Foreword xvii Preface xix Acknowledgments xxiii CHAPTER 1 Introduction 1 A Brief Recap of the History of Reform 1 Early Reform Efforts 1 Tax Deductibility of Health Insurance 1 The Great Society: Medicare and Medicaid 2 The 1970s: Medicare HMOs and ERISA 3 Regulation: The Anti-Kickback Statute 3 Prospective Payment Systems 3 The 1990s 3 Rise of Managed Care 4 The Stark Law: Anti-Referral Statute 4 Balanced Budget Act of 1997 5 Balanced Budget Revision Act and Benefits Improvement and Protection Act 6 Failure of Managed Care 7 Provider Integration and Consolidation 7 Summary of the Healthcare Market in 2000 8 The New Century 9 One Size Fits All? Geographic Disparities in the U.S. Healthcare System 11 Profit and Nonprofit Hospitals and Health Insurers 12 History of Blue Plans 13 Medicare: The Other White Meat 14 Other Market-Based Studies 14 Geo-Clinical Differences 15 Summary 18 CHAPTER 2 Massachusetts 21 The Time Line of Massachusetts Reform 22 Early Reform Legislation in Massachusetts 22 Acts of 1996 23 Targeting the Small Group Market 23 Targeting the Trade Associations Offering Health Insurance to their Members 23 The Intervening Years 24 Components of the 2006 Massachusetts Legislation 24 Merging the Small Group and Individual Markets 24 Commonwealth Care Subsidies 24 Key Features of Massachusetts Reform 25 Recounting the Results of Reform in Massachusetts 25 Universal Coverage 25 Response of the Healthcare Provider Community 26 Differing Views of Massachusetts Reform 26 Special Commission on the Health Care Payment System 27 The Alternative Quality Contract 28 State Government Reports Tracking the Results of Reform 28 The Small Group and Individual Market versus Self-Insured Market 29 Massachusetts Quarterly Reports 31 Massachusetts Attorney General's Report 33 Similar Experience in Other Markets 34 Specific Comparisons 34 Take from the Poor and Give to the Rich? 36 Impact on Market Share of Financially Weaker Providers 37 Most Favored Nation Clauses 37 Tiered Pricing 38 Recent Legislative Changes through August 2010 38 Open Hearings in December 2009 38 August 2010 Changes in Massachusetts 39 Open Enrollment 40 Review of Premium Increases 40 Tiered Network Requirement 41 What CanWe Learn from the Massachusetts Experience? 41 CHAPTER 3 Insurance Reforms 47 What is Insurance? 47 Components of Health Insurance and Healthcare Entitlement 48 Sources of Coverage 48 Medicare 49 Medicaid 50 Self-Insured Employers 50 Small Group (Small Business) Insureds 50 Individual Insureds 50 Large Group--Business Not Self-Insuring 50 Uninsured 50 Health Insurers 50 How Do Health Insurers Provide Health Insurance? 51 Understanding Acturial Risk 54 How Does Self-InsuranceWork? 56 Regional and Industry Factors in Health Insurance 58 The Reform of Health Insurance 59 Minimum Essential Coverage 60 PreventiveMedicine Services 61 The Precious Metals of Health Insurance Policies 61 Defining Actuarial Value 62 Deductibles 62 Glossary of Health Insurance and Medical Terms 62 Consumer Protection Provisions 63 Guaranteed Availability and Renewability of Insurance in the Small Group and Individual Market 64 Elimination of Lifetime Limits on Coverage 64 Elimination of Annual Limits on Coverage 64 Prohibition Against Rescission of Coverage 65 Appeals of Benefit Denials 65 Self-Insured Plans 66 Insured Plans 66 Government Review of Premium Increases 68 Waiting Periods for Coverage 68 Protections for Children 68 Prohibition Against Exclusion for Preexisting Conditions 69 Administrative Simplification 69 Grandfathered Health Insurance Plans 70 Medical Loss Ratios 71 Cost Containment 72 Insurer Provisions 72 Provider Provisions 72 Cost-Effective Medicine 72 Rating and Other Reforms in the Small Group and Individual Market 73 Different Forms of Rating Health Insurance Policies 73 Merger of Small Group and Individual Markets 74 Illustration 74 Mini-Med Plans 78 Insurance Exchanges 78 Establishment of the Exchanges 79 Requirements of Exchanges 79 Qualified Health Plans 79 Open Enrollment Periods 80 Functional Requirements 80 Benefit Requirements 81 The Massachusetts Experience 81 Chapter Summary 84 Implications and Responses for Small Business 85 Implications and Responses for Larger Businesses 85 Implications for the Provider Community 85 Some Thoughts for Lenders and Small-Business Investors 86 Appendix 3.1: Selected Legislative Text for Insurance Exchanges 86 Appendix 3.2: CMS Proposed Regulations--Glossary of Health Insurance and Medical Terms 89 Appendix 3.3: Using the Massachusetts Health Connector 91 CHAPTER 4 Medicare Advantage Plans 99 How Many Medicare Beneficiaries are in Medicare Advantage Plans? 101 HealthMaintenance Organization (HMO) Plans 101 Preferred Provider Organization (PPO) Plans 101 Private Fee-for-Service (PFFS) Plans 101 Special Needs Plans (SNP) 102 Geographic Distribution of Medicare Advantage Enrollees 102 History ofMedicare Advantage and Its Predecessors 104 Age, Gender, Severity of Illness, and Risk Score Adjustments to the Capitation Rates 105 Medicare Advantage and the Medicare Modernization Act 107 Enrollee Benefits 110 Choosing a Medicare Advantage Plan 111 Changes from the Reform 112 Minimum Medical Loss Ratio 112 Payment Rates 112 Effect on Beneficiary "Rebates" or Enhanced Benefits 113 Quality-Based Incentive Payments 115 Rebates 117 Low Enrollment Plans 117 New Plans 117 Implications for the Provider Community 118 Implications for Insurers 118 Implications forMedicare Advantage Beneficiaries 118 Appendix 4.1: PPACA Sections Affecting Medicare Advantage 119 HCERA } 1102. Medicare Advantage Payments 119 HCERA } 1103. Savings from Limits on MA Plan Administrative Costs 120 PPACA } 3203. Benefit Protections and Simplifications 120 PPACA } 3204. Simplification of Annual Beneficiary Election Period 121 PPACA } 3206. Extension of Reasonable Cost Contracts 121 PPACA } 3208. Making Senior Housing Facility Demonstration Permanent 122 PPACA } 3209. Authority to Deny Plan Bids 122 CHAPTER 5 Medicaid Expansion 125 Introduction and Overview 125 Medicaid Enrollment and Spending 126 Eligibility Changes 128 Basic Categories of Medicaid-Eligible Individuals 128 New Rules 128 Maintenance of Effort (MOE) Requirement 128 Modified Adjusted Gross Income or MAGI 129 Presumptive Eligibility 129 Key Expansion Groups 129 Coverage of Men 129 Coverage of Women without Children 130 Community First Choice Option 130 Legislative Provisions 132 Other Incentives for Home and Community-Based Services 134 Spousal Impoverishment and Home and Community-Based Services 134 Other Requirements 135 Benefits 135 New Standards for Benchmark-Equivalent Coverage 135 Preventive Care for Adults 137 Medical or Health Homes 137 Birthing Centers 142 Prescription Drug Coverages 142 Miscellaneous Provisions 143 Financing the Changes 143 Expansion States 143 Special Adjustment to FMAP for States Recovering from a Major Disaster 144 Implications and Responses for Low-Income Uninsured and Taxpayers 147 Appendix 5.1: Table of Medicaid Provisions in the PPACA 148 Appendix 5.2: Subtitle D--Medicare Part D Improvements for Prescription Drug Plans and MA-PD Plans 149 CHAPTER 6 Mandates, Subsidies, Penalties ... and Taxes 151 The Individual Mandate 151 Amount of the Penalty 151 Examples 152 Example: Single Individual with No Dependents, 2014 to 2016, with Household Income up to $50,000 152 Example: Single Individual with No Dependents, 2014 to 2016, with Household Income up to $500,000 152 Example: Family of Four, 2014 to 2016, with Household Income up to $125,000 152 Failure to Pay Penalty Imposed on Individuals 153 Impact of the Mandate 153 Congressional Budget Office Analysis 153 Government Accountability Office 154 Geographic Disparities in the Cost of Insurance 155 Subsidy Eligibility 157 Tax Credits and Subsidies 158 Tax Credits 158 IRS Credit Examples for Middle-Class Families 159 Subsidies 160 How the Credits and Subsidies Impact Premium Cost 160 Employer Requirements 162 Definition of Large Employer 162 Large Employers Not Offering Coverage 162 Large Employers Offering Coverage 162 Large Employers with More Than 200 FTEs 163 Notice 2011--36 164 The Role of the Tax Code and the Internal Revenue Service 169 Nondiscrimination Rules in the Provision of Health Insurance 169 Suspension of Compliance and Penalties 170 Possible Solution to the Nondiscrimination Provision for Insured Businesses 170 Inexplicable Changes to Flexible Spending Accounts: Notices 2000--59 and 2011--5 172 Payment or Reimbursement of Medicines or Drugs Prescribed after January 1, 2011 172 Exceptions 172 Debit Cards 172 Inventory Information Approval System (IIAS) 173 Maximum Deferral 173 Itemized Deductions for Medical Expenses 173 Reporting of Health Benefits on Form W-2 173 Aggregate Cost of Applicable Employer-Sponsored Coverage 174 Reportable Coverage 174 Example for Family Coverage 175 Examples Where Flexible Spending Account (FSA) Exists 175 Methods of Calculating the Cost of Coverage 175 COBRA Applicable Premium Method 175 Modified COBRA Applicable Premium Method 176 Terminated Employees 176 Health Insurance Information Provided by Employers to All Employees 176 Annual Return to IRS on Coverage 177 Tax Treatment of Healthcare Benefits Provided with Respect to Children under Age 27: Notice 2010--38 177 Tax Credit for Employee Health Insurance Expenses of Small Employers: Notices 2010--44 and 2010--82 177 Definition of Eligible Employer 178 Steps to Determine Whether an Employer Is Eligible for a Credit 178 Determine the Employees Who Are Taken into Account for Purposes of the Credit 178 Determine the Number of Hours of Service Performed by Those Employees 179 Calculate the Number of the Employer's FTEs 179 Determine the Average Annual Wages Paid Per FTE 179 Determine the Qualifying Premiums Paid by the Employer That Are Taken into Account for Purposes of the Credit 179 Years Prior to 2014 179 Premiums Taken into Account 180 Phaseout 180 Example for Taxable Small Employer 181 Example for a Tax-Exempt Small Employer 181 Tax-Exempt Employers Not Described in } 501(c) and Exempt Under } 501(a) 182 Consumer Operated and Oriented Plan (CO-OP Program) 182 Funding of Patient-Centered Outcomes Research: Notice 2011--35 182 Excise Tax on High-Cost Employer-Sponsored Health Coverage 182 Applicable Employer-Sponsored Coverage 182 Computation of Annual Limit in 2018 183 Health-Cost Adjustment Percentage 183 Self-Insured Plans 183 Exceptions 183 Computation of Annual Limit after 2018 183 Entity Responsible for Paying the Tax 183 AddedMedicare Tax on the Upper-Middle Class and High-Income Individuals 184 Wages 184 Investment Income 184 Threshold Amount 184 Net Investment Income 184 Application to Estates and Trusts 185 Active Interests in Partnerships and S Corporations 185 Modified Adjusted Gross Income 186 Increased Medicare Part B Premium 186 Increased Medicare Part D Premium 186 Internal Revenue Code Changes for Tax-Exempt Hospitals 186 Required Financial Assistance Policy 186 Limitation of Charges to Patients Eligible for Financial Assistance 187 Prohibition against Extraordinary Collection Actions 189 Section 4959 Excise Tax 190 Form 990 Requirements 190 Implications and Responses for Small Business 190 Tax Changes 190 Implications and Responses for Larger Business 191 Implications and Responses for Individual Taxpayers and Consumers 191 Mandate and Subsidies 191 Taxes 192 Some Thoughts for Lenders and Small-Business Investors 192 Appendix 6.1: Table of Internal Revenue Service Notices 192 Appendix 6.2: Table of Regulations (Treasury Decisions) 193 CHAPTER 7 Delivery System Reforms 197 Overview of Delivery System Reforms 197 Hospital Value-Based Purchasing 197 Hospital VBP Rulemaking 198 Purpose 199 Use of Measures 199 Scoring Methodology 199 Quality Measures 200 Performance Periods 203 Performance Standards 204 Funding 208 Value-Based Incentive Payment 208 Demonstration Programs 214 Hospital Readmissions Reduction Program 216 Defining Readmissions 216 Calculation of the Adjustment Factor 217 Risk Adjustment, Timing, and Reporting 218 Payment Adjustments for Conditions Acquired in Hospitals 219 Payment Bundling 220 The Argument for Bundling 221 Voluntary National Pilot Program 221 HHS Obligations 222 Revisions of Market Basket Updates and Incorporation of Productivity Improvements intoMarket Basket Updates 223 Independent Payment Advisory Board 226 IPAB Cost Containment Proposals 226 Membership 227 Annual Reporting 228 Medicare Geographic Payment Disparities 229 Medicare and Medicaid Disproportionate Share Hospital Payment Program 231 Medicare DSH 231 Medicaid DSH 232 CHAPTER 8 Accountable Care Organizations 239 Historical Parallels 239 Precursor to ACOs: Physician Group Practice (PGP) Demonstration 240 Program Results According to CMS 240 Center for Medicare andMedicaid Innovation 241 Independence at Home Medical Practices 241 The Proposed Regulations of March 31, 2011, and the Final Regulations of October 20, 2011 242 Eligibility and Governance 242 Eligibility 242 ACO Professional 246 Hospital 246 Provider Identification 246 Legal Structure and Governance 246 Leadership and Management Structure 247 Agreement Requirement 249 Starting Dates for ACO Agreement 249 Processes to Promote Evidence-Based Medicine and Patient Engagement 249 Primary Care Providers and the Assignment of Beneficiaries to the ACO 250 Post-Agreement Declines in Beneficiaries Below 5,000 254 Annual Reporting 254 Data Sharing 254 Sharing of Claims Data with the ACO 254 Initial Data Sharing 255 Subsequent Data Sharing 255 Data Use Agreement (DUA) 256 Beneficiary Opportunity to Opt Out of Data Sharing 256 Future Regulatory Changes 257 Future Changes to the ACO 257 Examples of Significant ACO Changes as Specified by CMS 257 Material Changes 257 Quality and Other Reporting Requirements 258 Design of Quality Measure Table 258 CMS Program, NQF Measure Number, Measure Steward 260 National Quality Forum (NQF) 260 Physician Quality Reporting System Measures 265 EHR Incentive Program Measures 266 Hospital Inpatient Quality Reporting Program 266 Consumer Assessment of Healthcare Providers and Systems (CAHPS) 266 Calculating the Performance Score for Each Measure within a Domain 266 Aggregating the Individual Domain Scores 268 Public Reporting of Quality Performance Standard Scores 271 Shared Savings Determination 271 Track 1 271 Track 2 271 Setting the ACO Budget or Expenditure Benchmark 272 Included Expenditures 272 Adjustments 273 Catastrophic Claims Adjustment 273 CMS Outline of Steps to Determine Budget 273 Other Adjustment Issues 274 Minimum Savings Rate (MSR) 274 Limits on Shared Savings or Sharing Cap: Performance Payment Limit 275 One-Sided Model 275 First Dollar Shared Savings 275 Withhold of Shared Savings 276 Loss Factors Specific to the Two-Sided Model 276 Minimum Loss Rate (MLR) 276 Shared Loss Rate 277 Comment from the Regulations 277 Maximum Shared Loss Cap 277 Example from the Proposed Regulations 277 Repayment of Loss Mechanism 278 Comparing the Features of the Two Tracks or Models 278 Claims Run-Out 278 ACO Distribution of Shared Savings 282 Public Reporting of Shared Savings 282 Termination of the ACO Agreement 283 By CMS 283 By the ACO 284 Overlap with Other Shared Savings Initiatives 284 Pioneer ACOs 284 Advanced Payment ACOModel 285 Eligibility 285 Advanced Payment Structure 286 Recoupment of Advance Payments 286 Antitrust Issues 286 The Internal Revenue Service and ACOs 287 Implications for Beneficiaries 288 Implications for Providers 289 Performance Factors to Watch in the Future 289 Some Thoughts for Lenders and Small-Business Investors 290 CHAPTER 9 Healthcare Workforce 293 Innovations in the Healthcare Workforce 294 National Health Care Workforce Commission 294 State Workforce Development Grants 296 National Center for Health Workforce Analysis 297 Increasing the Supply of the Healthcare Workforce 298 Federally Supported Loan Funds and Retention Programs 298 Commissioned and Reserve Corps 299 Healthcare Workforce Education and Training 301 Enhanced Primary Care Training 301 Training Grant and Demonstration Programs 302 United States Public Health Sciences Track 305 Support of the Existing Healthcare Workforce 306 Primary Care Reimbursement and Other Workforce Improvements 308 Medicare Bonus Payments to Primary Care Physicians and General Surgeons 308 FQHC Improvements 310 Distribution of Unused Residency Positions 311 Counting Resident Time and Non-Provider Settings 312 Counting Resident Didactic and Scholarly Activities 313 Preserving Resident Caps from Closed Hospitals 314 Other Provisions 314 Improving Access to Healthcare Services 316 Funding of FQHCs and CHCs 316 Designating MUPs and HPSAs 317 Other Access Improvement Provisions of PPACA 318 CHAPTER 10 Transparency and Program Integrity 321 Physician Ownership and Other Transparency 322 Limitation on Physician Ownership of Hospitals 322 Transparency of Physician Ownership 324 Physician-Owned Imaging Services 327 Prescription Drug Transparency 328 PBM Transparency 328 Nursing Home and SNF Transparency 329 Compliance Program Accountability 329 Nursing Home Compare 331 Cost Reporting Reforms 331 CMP Reduction 332 Independent Monitor Demonstration 334 Facility Closure 335 Culture Change 336 Nationwide Background-Check Program 336 Patient-Centered Outcomes Research 337 Medicare, Medicaid, and CHIP Integrity Provisions 340 Provider Screening and Other Enrollment Requirements under Medicare, Medicaid, and CHIP 340 Enhanced Medicare and Medicaid Program Integrity Provisions 341 National Practitioner Data Bank 346 Maximum Medicare Claims Submission Period 346 Enrollment Requirement and Documentation on Referrals for Ordering Physicians 347 Face-to-Face Encounter Requirement for Home Health and DME 347 Enhanced Civil Monetary Penalties 347 Stark Self-Referral Disclosure Protocol 348 Expansion of the DMEPOS Competitive Bid Process 351 Expansion of the Recovery Audit Contractor (RAC) Program 351 Additional Medicaid Program Integrity Provisions 353 Additional Program Integrity Provisions 354 Elder Justice Act 354 Healthcare Fraud Enforcement 356 CHAPTER 11 Section 340B Expansion 361 Overview of the 340B Program and Reforms 361 Expansion of Covered Entities 363 Program Integrity Provisions 366 Manufacturer Compliance 366 Covered Entity Compliance 366 Administrative Dispute Resolution 367 Regulations Implementing 340B Legislation 368 Proposed Rule on Civil Monetary Penalty 368 Proposed Rule on Administrative Dispute Resolution Process 369 Proposed Rule on Orphan Drugs 370 CHAPTER 12 Medical Tort Litigation Demonstration Program 373 ACA Demonstration Program Provisions 374 HEALTH Act 376 CHAPTER 13 Other Provisions 379 Physician Quality Reporting System 379 Physician Feedback Program 381 Impact of the ACA 381 Misvalued Codes Under the Physician Fee Schedule 382 Proposal for Validation of RVUs 383 Proposal for Consolidating Reviews of Potentially Misvalued Codes 384 Modification of Equipment Utilization Factor for Advanced Imaging Services 384 Adjustment in Technical Component Discount on Single-Session Imaging to Consecutive Body Parts 387 About the Authors 389 Index 391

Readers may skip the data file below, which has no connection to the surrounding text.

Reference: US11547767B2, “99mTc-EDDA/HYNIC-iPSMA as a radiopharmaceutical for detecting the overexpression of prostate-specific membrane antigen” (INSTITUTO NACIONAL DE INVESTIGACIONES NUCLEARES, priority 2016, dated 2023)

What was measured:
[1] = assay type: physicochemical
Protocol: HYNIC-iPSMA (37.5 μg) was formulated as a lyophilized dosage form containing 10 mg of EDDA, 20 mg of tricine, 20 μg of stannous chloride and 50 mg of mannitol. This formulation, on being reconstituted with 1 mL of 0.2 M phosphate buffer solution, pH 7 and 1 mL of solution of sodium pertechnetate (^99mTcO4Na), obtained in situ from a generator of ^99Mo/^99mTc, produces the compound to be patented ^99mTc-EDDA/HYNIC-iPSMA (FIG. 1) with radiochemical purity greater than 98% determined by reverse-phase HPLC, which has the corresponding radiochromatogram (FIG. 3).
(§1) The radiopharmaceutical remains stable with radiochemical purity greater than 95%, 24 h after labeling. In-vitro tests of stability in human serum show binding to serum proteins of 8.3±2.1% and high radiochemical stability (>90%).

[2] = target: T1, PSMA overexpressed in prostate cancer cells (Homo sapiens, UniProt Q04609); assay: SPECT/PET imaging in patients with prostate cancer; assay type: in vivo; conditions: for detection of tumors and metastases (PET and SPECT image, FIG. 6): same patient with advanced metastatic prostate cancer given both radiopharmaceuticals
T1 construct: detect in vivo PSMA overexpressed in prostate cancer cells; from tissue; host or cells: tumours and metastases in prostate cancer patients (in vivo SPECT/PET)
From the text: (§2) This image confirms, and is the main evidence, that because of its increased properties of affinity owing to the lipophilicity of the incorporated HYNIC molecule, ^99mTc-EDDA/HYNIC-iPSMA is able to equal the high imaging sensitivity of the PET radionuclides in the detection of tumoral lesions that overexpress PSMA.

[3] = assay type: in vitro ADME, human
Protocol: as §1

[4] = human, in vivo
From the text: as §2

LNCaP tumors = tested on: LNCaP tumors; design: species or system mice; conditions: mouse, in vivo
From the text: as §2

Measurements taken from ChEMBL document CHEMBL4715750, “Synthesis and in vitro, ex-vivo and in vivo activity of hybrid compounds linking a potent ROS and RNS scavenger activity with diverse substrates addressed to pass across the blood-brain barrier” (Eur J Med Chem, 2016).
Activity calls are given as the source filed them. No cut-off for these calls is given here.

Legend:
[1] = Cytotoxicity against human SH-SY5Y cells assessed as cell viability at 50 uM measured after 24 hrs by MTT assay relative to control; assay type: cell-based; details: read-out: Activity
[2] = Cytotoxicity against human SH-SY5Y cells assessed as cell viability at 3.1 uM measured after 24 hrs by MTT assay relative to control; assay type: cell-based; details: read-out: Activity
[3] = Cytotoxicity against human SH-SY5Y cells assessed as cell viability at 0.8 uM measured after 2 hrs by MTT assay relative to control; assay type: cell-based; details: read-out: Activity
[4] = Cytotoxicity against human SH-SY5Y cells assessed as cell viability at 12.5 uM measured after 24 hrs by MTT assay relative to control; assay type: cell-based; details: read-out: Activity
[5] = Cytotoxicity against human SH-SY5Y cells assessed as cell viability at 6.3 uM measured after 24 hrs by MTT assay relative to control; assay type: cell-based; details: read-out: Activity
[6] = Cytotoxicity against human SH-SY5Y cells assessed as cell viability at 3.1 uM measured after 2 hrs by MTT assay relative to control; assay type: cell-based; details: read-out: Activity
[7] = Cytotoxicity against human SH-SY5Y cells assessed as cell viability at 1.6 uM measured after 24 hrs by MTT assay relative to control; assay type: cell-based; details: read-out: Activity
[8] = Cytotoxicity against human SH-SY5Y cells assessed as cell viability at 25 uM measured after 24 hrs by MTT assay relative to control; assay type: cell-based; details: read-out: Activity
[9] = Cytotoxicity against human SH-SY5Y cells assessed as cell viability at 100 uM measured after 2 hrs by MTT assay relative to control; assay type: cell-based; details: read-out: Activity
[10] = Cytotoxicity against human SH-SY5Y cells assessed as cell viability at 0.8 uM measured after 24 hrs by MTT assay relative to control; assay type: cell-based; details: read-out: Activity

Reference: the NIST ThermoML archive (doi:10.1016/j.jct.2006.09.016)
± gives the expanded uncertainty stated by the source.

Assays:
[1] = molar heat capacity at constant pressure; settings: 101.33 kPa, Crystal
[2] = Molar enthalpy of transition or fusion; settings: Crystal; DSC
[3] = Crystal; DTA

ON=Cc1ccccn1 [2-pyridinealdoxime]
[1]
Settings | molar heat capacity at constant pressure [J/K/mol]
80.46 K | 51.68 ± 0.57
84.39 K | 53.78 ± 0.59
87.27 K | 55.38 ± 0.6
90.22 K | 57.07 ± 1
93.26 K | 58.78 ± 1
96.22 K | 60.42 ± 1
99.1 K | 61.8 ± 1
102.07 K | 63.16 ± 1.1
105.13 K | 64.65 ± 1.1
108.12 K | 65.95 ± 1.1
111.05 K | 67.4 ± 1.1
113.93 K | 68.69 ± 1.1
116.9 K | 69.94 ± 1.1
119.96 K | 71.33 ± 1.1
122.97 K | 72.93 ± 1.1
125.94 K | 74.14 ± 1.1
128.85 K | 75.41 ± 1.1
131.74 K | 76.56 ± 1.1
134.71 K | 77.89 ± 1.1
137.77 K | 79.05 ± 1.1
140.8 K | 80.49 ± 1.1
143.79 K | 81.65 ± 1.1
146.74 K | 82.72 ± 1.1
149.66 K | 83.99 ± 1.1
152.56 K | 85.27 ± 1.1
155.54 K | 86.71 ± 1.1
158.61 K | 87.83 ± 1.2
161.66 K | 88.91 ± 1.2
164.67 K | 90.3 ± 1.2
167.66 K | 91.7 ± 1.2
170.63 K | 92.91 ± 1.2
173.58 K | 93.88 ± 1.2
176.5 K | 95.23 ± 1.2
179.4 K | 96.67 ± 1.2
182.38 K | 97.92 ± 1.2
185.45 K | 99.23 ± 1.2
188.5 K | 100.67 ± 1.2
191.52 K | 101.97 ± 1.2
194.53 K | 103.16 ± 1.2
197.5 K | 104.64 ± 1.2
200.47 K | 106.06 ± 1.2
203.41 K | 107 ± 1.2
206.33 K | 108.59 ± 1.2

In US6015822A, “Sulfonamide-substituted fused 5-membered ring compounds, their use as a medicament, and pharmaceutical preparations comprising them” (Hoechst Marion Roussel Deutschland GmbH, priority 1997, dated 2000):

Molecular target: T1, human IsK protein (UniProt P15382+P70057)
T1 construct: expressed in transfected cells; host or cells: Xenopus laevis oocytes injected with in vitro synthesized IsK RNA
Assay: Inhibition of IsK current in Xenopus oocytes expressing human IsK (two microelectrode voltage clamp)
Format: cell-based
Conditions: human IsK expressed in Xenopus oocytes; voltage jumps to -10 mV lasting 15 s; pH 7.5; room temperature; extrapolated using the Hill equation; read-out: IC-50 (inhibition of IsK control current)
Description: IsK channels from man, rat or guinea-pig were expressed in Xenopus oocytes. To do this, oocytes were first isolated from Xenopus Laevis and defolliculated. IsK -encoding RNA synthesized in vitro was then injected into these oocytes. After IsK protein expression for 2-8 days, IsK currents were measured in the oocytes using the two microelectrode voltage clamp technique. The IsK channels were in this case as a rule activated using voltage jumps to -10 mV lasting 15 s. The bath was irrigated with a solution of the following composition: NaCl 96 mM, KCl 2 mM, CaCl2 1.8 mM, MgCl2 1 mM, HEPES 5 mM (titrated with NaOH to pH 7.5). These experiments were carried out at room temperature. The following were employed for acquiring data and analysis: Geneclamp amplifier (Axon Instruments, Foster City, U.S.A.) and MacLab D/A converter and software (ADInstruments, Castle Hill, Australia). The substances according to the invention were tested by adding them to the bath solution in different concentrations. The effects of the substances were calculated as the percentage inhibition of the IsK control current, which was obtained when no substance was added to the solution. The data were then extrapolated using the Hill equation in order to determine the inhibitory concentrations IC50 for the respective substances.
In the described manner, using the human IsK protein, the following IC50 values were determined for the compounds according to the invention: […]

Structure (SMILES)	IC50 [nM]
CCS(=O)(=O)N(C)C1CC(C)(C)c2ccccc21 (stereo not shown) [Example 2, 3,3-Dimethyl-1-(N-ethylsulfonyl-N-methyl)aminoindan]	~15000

ISBN-13: 9781118223314
Publisher: John Wiley & Sons Ltd (John Wiley & Sons Inc)
Publication date: June, 2012
Pages: 406
Dimensions: 186.00 x 261.00 x 33.00

Subcategories: General Practice